Given a topological space $\mathcal{X}=(X,\tau)$ and $A\subseteq X$, the Banach-Mazur game on of $A$, $G^{**}(A)$, is the game played as follows:

  • Players $1$ and $2$ alternately play decreasing nonempty open sets $U_0\supseteq V_0\supseteq U_1\supseteq V_1\supseteq ...$.

  • Player $2$ wins iff $\bigcap_{i\in\mathbb{N}} V_i\subseteq A$.

Now a theorem say the following:

Let $\mathcal{X}=(X,\tau)$ be a Polish space. Then:

  • $A$ is comeager iff Player $2$ has a winning strategy in $G^{**}(A)$
  • If $A$ is meager in some non-empty open subset iff Player $1$ has a winning strategy in $G^{**}(A) $

I want to solve the following Kechris' exercise:

Given $X$ a Polish space then $A\subseteq X$ has the Baire property iff for all open $U$ the game $G^{**}(\sim A\cup U )$ is determined (i.e. one of the two players has a winning strategy)

I think that by $\sim A\cup U$ he meant $(X\setminus A)\cup U$, but I'm not sure. I tried to prove this fact but I don't get much further. I would have used the game $G^{**}(\sim(A\Delta U))$ since I want to prove that $A\Delta U$ is meager for some open $U$, but probably the two games (mine and the one given by Kechris) are equivalent for this purpose.

So I think that the way to do this is to show that Player $1$ cannot win every such game, hence there is an $U$ such that Player $2$ wins the game and therefore $A\Delta U$ is meager.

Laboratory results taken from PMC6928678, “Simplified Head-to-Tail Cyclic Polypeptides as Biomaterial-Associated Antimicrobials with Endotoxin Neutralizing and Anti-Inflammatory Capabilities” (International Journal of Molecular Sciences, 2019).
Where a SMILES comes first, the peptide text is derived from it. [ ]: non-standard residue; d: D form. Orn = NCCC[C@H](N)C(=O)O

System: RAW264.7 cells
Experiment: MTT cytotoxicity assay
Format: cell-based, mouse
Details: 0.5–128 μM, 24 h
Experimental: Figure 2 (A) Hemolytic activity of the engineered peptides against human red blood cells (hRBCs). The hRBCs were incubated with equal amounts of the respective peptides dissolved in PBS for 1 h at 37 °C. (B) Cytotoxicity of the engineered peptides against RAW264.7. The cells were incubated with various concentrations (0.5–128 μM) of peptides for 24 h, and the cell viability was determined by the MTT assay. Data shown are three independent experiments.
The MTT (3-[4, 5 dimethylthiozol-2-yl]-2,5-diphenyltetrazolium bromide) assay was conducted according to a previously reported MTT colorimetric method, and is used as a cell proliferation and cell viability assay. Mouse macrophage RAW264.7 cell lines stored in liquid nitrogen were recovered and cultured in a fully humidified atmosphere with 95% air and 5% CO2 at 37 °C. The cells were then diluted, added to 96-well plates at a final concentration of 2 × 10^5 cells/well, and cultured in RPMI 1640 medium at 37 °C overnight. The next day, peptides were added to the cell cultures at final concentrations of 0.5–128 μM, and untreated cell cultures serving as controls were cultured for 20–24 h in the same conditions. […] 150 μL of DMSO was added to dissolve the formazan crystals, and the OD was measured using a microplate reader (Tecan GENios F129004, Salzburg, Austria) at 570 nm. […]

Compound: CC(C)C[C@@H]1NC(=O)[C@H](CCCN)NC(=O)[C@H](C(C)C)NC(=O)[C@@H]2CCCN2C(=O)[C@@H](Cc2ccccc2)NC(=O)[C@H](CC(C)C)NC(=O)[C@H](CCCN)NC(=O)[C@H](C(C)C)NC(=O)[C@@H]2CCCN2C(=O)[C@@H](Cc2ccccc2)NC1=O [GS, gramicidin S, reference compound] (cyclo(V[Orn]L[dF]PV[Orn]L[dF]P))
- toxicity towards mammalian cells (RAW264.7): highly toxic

Any help?


  • $\begingroup$ This is a topological version of the game Nim. Aren't you constructing a $G_\delta$ set, so that the limit is comeagre? Or at least, doesn't that connect the sequence of moves to the winning conditions? $\endgroup$ – user762914 May 17 '20 at 15:53

Actually, it was your first guess: $$ \mathop{\sim} A\cup U = (\mathop{\sim} A)\cup U = (X\setminus A)\cup U = X \setminus (A\setminus U). $$ The point is that you can always choose a canonical open $U$ such that $U\setminus A$ is meager:

You take for this the selector $$U(A):= \textstyle\bigcup\{ U\text{ open} : U\setminus A\text{ is meager}\}.$$

This choice ensures that Player 1 can't have a winning strategy. Therefore Player 2 has a winning strategy, $A\mathbin{\triangle} U$ is meager and you are done.


Your Answer

By clicking “Post Your Answer”, you agree to our terms of service, privacy policy and cookie policy

Not the answer you're looking for? Browse other questions tagged or ask your own question.